Friday, May 10, 2013
After Visiting Friends: A Son's Story
Michael's father died very suddenly one night when he was a small boy on the side of the road in a Chicago neighborhood. The obituaries read that he died after visiting friends--but why was he so far from home at such a late hour? His father, a newspaperman, was known to work until 2am--but where was he after this? And who were these friends? And why does the story seem to not be all there is?
Hainey's journey is a long and winding road, in a car in which he sits in the drivers seat and allows you, the reader, to tag along. He makes you the co-pilot, sometimes putting you in charge of the map but at other times relying on his inner GPS. When he suspects that there is more to the story (Hainey does, after all, take after his father--he is a journalist himself), he is relentless in hunting down clues until he can come to a solid enough conclusion about where the truth lies. It may not be pretty, but he is willing to face it--that is, as long as you, the reader, agree to not close your eyes when the truth bears it's ugly fangs. You must face the honesty with him. That's part of the deal.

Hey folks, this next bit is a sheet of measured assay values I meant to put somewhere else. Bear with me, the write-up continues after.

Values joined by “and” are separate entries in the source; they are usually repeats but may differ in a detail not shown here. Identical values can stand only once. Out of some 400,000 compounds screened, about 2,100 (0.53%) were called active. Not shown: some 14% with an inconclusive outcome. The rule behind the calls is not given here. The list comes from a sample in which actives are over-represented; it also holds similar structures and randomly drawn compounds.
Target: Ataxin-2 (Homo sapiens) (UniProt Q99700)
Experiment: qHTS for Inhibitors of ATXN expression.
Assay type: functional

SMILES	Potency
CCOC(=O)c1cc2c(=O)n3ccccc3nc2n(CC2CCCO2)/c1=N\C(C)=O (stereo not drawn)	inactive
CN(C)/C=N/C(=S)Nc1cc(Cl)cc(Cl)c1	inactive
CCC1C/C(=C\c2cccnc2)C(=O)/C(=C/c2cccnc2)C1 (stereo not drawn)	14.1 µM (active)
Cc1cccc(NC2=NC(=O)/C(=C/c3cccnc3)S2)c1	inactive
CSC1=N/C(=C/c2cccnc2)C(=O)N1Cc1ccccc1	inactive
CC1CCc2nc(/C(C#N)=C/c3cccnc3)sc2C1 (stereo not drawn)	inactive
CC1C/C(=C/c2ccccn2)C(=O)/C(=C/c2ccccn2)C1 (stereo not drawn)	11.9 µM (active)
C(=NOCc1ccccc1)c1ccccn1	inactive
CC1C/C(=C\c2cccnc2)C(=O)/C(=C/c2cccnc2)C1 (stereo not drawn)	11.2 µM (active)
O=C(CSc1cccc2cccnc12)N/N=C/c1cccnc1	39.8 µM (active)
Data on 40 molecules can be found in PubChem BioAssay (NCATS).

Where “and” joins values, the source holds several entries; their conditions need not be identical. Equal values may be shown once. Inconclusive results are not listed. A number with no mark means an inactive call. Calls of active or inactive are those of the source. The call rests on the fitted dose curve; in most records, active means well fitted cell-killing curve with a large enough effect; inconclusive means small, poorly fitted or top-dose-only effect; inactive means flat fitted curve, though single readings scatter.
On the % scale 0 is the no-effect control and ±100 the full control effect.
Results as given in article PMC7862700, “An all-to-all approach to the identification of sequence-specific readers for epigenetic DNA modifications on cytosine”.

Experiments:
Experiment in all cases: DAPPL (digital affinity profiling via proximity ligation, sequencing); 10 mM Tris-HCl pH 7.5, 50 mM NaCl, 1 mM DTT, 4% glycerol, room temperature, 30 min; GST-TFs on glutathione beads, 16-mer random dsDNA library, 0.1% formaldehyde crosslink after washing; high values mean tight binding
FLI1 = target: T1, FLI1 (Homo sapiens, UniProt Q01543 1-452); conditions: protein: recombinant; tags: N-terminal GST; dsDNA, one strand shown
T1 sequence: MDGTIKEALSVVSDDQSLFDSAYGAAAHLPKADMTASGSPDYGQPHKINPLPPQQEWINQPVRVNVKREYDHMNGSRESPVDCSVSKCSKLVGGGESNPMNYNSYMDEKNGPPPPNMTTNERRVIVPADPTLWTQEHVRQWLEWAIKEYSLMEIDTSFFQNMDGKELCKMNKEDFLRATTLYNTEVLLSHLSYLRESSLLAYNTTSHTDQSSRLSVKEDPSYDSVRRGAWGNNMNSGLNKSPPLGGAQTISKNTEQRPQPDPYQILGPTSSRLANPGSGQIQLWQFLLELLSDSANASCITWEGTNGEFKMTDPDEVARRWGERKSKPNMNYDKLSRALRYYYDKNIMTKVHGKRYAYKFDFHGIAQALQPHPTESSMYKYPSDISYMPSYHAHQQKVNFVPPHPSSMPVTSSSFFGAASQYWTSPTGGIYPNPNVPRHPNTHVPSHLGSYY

I loved the passages of Hainey with his mother. He worries for so long about how his mother will handle the truth of his father's death, and therefore his life. His digging leads to a side of his father that is not pretty, but it is the truth.
I sat with this story for two days. I am thankful for the road trip.
Kindle version on left, hard copy on right.